How and Why I Built a Virtual Router

Do you have a backup for your router? What would happen to your home network if your router stopped working? A virtual router might be useful to you.

pfsense virtual router screen
VirtualBox pfSense virtual router configuration

My router died! Now what?

Unfortunately, my router recently failed on me. I had a custom-built pfSense router that ran strong for a couple of years and then one day it turned off and wouldn’t turn back on. I think the power supply died. My whole smart home infrastructure seemed dead. Smart speakers didn’t work because they couldn’t reach Google and Amazon’s servers. Neither my local or remote backups worked because my computers couldn’t talk to each other or the Internet. Similarly, no video surveillance, no streaming videos from my home media network or to my streaming sticks. My home security system monitoring luckily has a cellular backup, or even that would have been compromised. Everything I built no longer worked!

I didn’t want to just go out and buy another router off the shelf because I love using pfSense. Also, I didn’t want to just buy another computer and build another router (if you do, here are some good hardware options). I want to troubleshoot what is wrong with my current hardware before spending the money to buy all new hardware. Only a part or two might actually need replacing.

However, I still needed a temporary solution or nothing in the house would work! That’s when I decided to virtualize my router. I figured there was no faster solution to get our network up and running again, even if just temporarily.

Router virtualization requirements

Luckily for me, I already had everything I needed to virtualize a router:

  • A stable computer you can leave on 24/7. If this computer isn’t running, neither is your router.
  • At least 2 network card (NICs), preferably 3 if you will use the computer as a desktop as well. You can actually get away with one NIC, but that requires knowledge and hardware for building VLANs.
  • RAM on your computer you can dedicate to the router. You only need 512MB for basic functionality.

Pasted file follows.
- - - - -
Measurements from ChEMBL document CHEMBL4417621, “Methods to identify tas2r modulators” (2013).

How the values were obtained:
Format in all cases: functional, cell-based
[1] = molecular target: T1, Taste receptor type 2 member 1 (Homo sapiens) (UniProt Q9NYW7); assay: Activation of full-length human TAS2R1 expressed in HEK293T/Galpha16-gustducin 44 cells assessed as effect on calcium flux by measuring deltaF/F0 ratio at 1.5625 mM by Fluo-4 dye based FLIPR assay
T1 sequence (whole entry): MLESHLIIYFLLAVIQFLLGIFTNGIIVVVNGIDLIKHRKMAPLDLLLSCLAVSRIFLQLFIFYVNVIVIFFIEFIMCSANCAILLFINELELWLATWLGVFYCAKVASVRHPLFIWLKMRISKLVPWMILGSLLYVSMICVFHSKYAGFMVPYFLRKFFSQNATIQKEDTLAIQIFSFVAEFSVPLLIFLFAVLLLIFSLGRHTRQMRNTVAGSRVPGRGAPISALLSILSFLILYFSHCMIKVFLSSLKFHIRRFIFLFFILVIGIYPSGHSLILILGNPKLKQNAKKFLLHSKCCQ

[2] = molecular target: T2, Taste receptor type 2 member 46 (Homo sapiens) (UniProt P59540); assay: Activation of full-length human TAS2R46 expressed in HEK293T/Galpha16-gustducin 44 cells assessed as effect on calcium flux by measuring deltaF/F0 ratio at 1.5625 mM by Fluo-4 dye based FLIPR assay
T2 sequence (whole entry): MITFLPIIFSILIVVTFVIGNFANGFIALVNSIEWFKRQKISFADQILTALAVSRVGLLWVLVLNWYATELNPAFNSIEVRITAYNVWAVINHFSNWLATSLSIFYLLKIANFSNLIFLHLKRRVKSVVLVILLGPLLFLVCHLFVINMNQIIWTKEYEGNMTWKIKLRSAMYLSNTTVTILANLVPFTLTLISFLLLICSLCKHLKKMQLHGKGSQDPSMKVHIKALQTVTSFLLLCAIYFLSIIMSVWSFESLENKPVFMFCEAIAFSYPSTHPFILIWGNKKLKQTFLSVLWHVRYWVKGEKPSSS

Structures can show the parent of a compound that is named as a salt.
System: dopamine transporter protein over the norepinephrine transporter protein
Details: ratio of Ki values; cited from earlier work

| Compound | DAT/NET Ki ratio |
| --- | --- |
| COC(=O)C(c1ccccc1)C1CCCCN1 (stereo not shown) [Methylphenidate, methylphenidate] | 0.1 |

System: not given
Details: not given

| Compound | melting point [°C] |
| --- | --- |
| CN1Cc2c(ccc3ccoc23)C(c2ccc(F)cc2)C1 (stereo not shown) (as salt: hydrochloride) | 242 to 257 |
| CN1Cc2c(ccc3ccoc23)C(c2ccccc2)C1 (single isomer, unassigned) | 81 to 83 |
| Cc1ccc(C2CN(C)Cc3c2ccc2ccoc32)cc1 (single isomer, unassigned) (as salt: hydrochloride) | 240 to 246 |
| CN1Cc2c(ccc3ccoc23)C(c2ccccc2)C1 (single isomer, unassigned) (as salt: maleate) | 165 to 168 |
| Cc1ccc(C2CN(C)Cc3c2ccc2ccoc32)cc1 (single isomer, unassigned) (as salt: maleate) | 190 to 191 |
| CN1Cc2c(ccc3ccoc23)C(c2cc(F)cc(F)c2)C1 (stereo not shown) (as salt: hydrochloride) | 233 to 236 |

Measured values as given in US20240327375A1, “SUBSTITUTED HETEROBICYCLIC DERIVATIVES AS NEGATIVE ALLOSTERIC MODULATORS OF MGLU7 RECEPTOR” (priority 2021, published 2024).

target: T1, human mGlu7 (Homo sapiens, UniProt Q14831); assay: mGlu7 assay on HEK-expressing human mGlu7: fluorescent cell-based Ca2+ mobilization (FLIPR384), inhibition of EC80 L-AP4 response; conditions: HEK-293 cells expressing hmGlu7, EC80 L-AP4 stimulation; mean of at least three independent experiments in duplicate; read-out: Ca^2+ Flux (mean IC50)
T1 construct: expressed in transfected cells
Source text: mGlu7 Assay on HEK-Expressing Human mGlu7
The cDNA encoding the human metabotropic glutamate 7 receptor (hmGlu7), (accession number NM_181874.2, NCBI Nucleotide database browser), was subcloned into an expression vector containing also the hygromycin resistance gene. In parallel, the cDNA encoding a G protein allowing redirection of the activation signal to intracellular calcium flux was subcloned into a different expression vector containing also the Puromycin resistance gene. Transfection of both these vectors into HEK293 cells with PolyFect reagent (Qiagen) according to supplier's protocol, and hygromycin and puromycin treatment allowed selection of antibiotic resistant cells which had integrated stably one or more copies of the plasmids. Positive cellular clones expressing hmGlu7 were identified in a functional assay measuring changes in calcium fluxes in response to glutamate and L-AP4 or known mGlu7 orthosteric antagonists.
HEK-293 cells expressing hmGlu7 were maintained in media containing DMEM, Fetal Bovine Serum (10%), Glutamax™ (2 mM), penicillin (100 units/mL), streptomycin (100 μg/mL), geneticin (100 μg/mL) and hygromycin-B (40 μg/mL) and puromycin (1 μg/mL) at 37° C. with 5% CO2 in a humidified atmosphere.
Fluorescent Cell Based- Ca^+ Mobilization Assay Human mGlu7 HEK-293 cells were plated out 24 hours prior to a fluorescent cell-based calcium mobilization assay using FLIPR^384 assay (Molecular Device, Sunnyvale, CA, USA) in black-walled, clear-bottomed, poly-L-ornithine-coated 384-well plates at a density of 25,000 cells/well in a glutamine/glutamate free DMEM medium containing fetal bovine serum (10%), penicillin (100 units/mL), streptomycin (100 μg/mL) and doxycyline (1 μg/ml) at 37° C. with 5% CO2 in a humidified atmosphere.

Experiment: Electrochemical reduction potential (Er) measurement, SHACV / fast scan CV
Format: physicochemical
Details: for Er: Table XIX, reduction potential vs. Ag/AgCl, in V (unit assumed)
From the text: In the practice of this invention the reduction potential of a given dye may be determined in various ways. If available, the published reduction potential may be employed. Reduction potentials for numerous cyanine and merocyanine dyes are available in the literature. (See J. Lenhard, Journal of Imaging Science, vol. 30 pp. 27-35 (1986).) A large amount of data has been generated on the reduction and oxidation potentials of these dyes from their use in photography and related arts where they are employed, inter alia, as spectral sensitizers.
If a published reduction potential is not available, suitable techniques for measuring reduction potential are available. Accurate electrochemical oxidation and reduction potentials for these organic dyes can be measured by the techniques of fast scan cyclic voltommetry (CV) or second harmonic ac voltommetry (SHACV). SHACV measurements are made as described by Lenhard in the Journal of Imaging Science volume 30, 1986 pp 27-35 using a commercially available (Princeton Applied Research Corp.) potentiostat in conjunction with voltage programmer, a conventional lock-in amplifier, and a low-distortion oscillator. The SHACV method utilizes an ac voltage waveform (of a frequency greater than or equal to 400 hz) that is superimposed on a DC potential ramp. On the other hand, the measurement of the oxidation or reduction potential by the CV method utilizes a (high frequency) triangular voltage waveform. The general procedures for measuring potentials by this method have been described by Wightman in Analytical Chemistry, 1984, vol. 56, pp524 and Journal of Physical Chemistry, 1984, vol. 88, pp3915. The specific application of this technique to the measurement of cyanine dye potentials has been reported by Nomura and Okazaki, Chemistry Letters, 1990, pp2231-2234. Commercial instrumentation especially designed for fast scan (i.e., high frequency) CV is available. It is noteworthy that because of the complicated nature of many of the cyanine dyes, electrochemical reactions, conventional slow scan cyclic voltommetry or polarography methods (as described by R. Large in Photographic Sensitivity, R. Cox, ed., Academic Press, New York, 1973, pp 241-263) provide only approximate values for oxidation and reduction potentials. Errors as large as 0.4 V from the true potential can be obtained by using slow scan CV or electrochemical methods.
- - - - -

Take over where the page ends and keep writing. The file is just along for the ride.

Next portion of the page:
• Some familiarity with a hypervisor. Popular ones include VMware, VirtualBox, KVM, and Hyper-V. I run VirtualBox on my primary desktop. EDIT: I know run Proxmox as my primary hypervisor in my home lab.
  • An image (.iso) of pfSense to use as the install base. You can download pfSense here.
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Building the virtual router

Building pfSense inside of VirtualBox is pretty straightforward. The steps are basically:

  1. Create a new machine with BSD/FreeBSD type/subtype. pfSense is based on FreeBSD.
  2. You need to give your VM at least 512MB. If you are going to doing a lot with your router (e.g. running an IPS/IDS or VPN) you will probably want to provision more. I use 4GB as I have a lot of functionality running on my router as well as a lot of devices.
  3. Create a virtual hard disk (VDI). Again the size depends on what all you’ll be doing with your router. I chose 25GB for lots of growth, but I’m sure that’s overkill. My router is currently only using 1.6GB!
  4. Setup your network adapters. You need to bridge one adapter for your WAN, and bridge one adapter for your LAN. Remember which is which!
  5. Save and fire up your VM. It should ask you for a .iso file and you should point it to the pfSense image you downloaded earlier.
  6. Next, the pfSense installer will walk you through installation and setup. Key steps are:
    • You can probably skip creating a VLAN.
    • Assign a NIC to the LAN and assign your Internet connection from your modem to the WAN NIC.